There have been other minor parties which may be perceived to be conservative or right wing in orientation on account of some of their policies, including the One Nation Party, Shooters Party and Pauline’s United Australia Party, although many would not champion classical liberal approach to economics adopted by the Liberal Party.[6]

    Conservative think tanks in Australia include Centre for Independent Studies, the H. R. Nicholls Society and the Menzies Research Centre.[7] Apart from political parties, conservative grass-roots movements have also arisen in Australia in recent years. Some of these may have connections to existing political leaders, such as Senator Cory Bernardi’s Conservative Leadership Foundation[8] (which is dedicated to fostering community based conservative leadership) or explicitly reject party politics in favour of cultural restoration, such as the Sydney Traditionalist Forum[9] (which is described as “an association of ‘old school’ conservative, traditionalist and paleoconservative individuals”).

    In Australia however there are some differences in the political landscape in which conservatism exists, compared to what is found in other countries, especially in economics. Australia undertook in the mid-1980s significant economic reforms – faith in markets, deregulation, a reduced role for government, low protection and the creation of a new cooperative enterprise culture – under the centre-left Australian Labor Party and specially under social liberal Paul Keating.”[10] Consequently issues like protectionism, welfare reform, privatisation and deregulation are no longer debated as intensely as they are in Europe or North America.

    And from this article:

    “Abbott is Prime Minister no more. In a remarkable change, ruling conservatives ousted Abbott “

  6. Annie said:
    “…but very often conservatives say, ‘Get the government out of my life,’”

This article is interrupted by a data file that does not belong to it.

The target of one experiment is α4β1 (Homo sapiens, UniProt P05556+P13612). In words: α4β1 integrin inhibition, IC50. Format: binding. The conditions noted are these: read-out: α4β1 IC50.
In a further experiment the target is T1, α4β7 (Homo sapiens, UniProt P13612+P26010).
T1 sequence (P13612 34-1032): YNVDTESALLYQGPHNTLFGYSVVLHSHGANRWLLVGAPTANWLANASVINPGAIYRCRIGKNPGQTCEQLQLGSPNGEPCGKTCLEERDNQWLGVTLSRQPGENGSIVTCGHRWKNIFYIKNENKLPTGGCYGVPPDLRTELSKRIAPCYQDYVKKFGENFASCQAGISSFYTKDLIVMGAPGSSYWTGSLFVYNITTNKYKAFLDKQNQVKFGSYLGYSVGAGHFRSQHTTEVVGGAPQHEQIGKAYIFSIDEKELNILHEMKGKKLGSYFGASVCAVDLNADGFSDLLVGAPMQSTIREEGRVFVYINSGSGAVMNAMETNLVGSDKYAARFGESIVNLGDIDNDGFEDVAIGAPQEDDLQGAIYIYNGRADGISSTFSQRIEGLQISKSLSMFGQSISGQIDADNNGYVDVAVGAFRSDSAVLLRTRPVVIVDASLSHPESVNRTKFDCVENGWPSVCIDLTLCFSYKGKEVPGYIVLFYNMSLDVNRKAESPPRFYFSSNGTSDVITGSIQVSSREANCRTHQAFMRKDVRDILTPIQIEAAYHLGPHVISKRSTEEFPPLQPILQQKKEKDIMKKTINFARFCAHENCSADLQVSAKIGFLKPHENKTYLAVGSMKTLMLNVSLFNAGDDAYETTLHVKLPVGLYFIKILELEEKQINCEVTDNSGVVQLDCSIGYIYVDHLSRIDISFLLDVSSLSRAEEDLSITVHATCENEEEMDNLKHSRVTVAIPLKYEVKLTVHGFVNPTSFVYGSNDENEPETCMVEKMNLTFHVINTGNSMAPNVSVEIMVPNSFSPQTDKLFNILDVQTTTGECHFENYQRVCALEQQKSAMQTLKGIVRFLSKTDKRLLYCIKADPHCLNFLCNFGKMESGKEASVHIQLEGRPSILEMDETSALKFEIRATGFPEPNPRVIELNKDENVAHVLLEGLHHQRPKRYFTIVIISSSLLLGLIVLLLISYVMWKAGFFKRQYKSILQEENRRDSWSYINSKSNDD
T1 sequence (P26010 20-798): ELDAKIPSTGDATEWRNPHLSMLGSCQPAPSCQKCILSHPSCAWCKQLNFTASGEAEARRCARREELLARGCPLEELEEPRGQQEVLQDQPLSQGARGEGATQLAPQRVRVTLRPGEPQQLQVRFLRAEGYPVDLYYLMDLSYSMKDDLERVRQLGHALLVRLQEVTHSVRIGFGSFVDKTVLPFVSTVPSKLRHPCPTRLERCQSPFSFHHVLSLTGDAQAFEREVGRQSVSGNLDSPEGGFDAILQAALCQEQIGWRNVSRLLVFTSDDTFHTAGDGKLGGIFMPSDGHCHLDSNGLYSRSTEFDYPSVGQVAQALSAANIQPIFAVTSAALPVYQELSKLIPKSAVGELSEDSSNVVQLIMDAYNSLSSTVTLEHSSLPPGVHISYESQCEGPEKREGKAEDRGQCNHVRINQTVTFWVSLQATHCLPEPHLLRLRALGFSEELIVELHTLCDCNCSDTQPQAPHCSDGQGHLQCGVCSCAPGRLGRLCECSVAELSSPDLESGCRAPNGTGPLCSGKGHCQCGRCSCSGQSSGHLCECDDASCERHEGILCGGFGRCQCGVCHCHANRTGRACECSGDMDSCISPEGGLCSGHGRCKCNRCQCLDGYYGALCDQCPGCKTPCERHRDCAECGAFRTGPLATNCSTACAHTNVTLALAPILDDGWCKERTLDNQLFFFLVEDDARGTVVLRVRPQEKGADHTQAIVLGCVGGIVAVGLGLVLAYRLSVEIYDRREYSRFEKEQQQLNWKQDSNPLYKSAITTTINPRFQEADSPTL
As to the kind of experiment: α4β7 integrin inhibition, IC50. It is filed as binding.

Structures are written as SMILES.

Conservatives hate government when it implements social programs, passes environmental legislation, or raises taxes on corporations and the rich, but they like it when it serves their political or financial interests.

    Conservatives have been in the forefront of military actions that make windfall profits for defense contractors like Lockheed, Boeing, McDonnell-Douglas, and Halliburton–companies that contribute heavily to conservative political campaigns.


    “We chose the word ‘Liberal’ because we want to be a progressive party, in no way conservative, in no way reactionary.”

    Sir Robert Menzies

    “The Liberal Party is a broad church. You sometimes have to get the builders in to put in the extra pew on both sides of the aisle to make sure that everybody is accommodated. But it is a broad church and we should never as members of the Liberal Party of Australia lose sight of the fact that we are the trustees of two great political traditions. We are, of course, the custodian of the classical liberal tradition within our society, Australian Liberals should revere the contribution of John Stuart Mill to political thought. We are also the custodians of the conservative tradition in our community. And if you look at the history of the Liberal Party it is at its best when it balances and blends those two traditions. Mill and Burke are interwoven into the history and the practice and the experience of our political party.”

    Former Prime Minister John Howard

  8. Bernie Sanders spoke at Liberty University today to a surprisingly friendly audience. What goes on here?

    “I don’t want to be too provocative here, but very often conservatives say, ‘Get the government out of my life,'” he said. “On this very sensitive issue…my view is I respect absolutely a family that says, ‘No, we are not going to have an abortion.’ But I would hope that other people respect the very painful and difficult choice that many women feel they have to make and don’t want the government telling them what they have to do.

    Students’ responses to Sanders’ remarks ranged from light clapping to loud cheers.”

  9. Actually he was ousted by his own party, which is a conservative center-right party. The term Liberal in Australia has a different definition than that used in the United States.

  10. Abbott expounded the “The smell of pollution is just the smell of success.” and the “If you’ve seen one Redwood, you’ve seen them all.” attitude of a generation + ago. Thank god the Aussies smartened up. Now if Canada could only understand the damage being done in the Tar Sands. It seems that clever stupidity is to be found everywhere.

  11. Good news! Conservative policies not all they’re made out to be. Seems like Australians found out the hard way. Hopefully too much damage hasn’t already been done.

  12. It’s been a long time coming and I’m so glad. Abbott left Oz in a deplorable state of affairs, not to mention his policies on environmental degradation.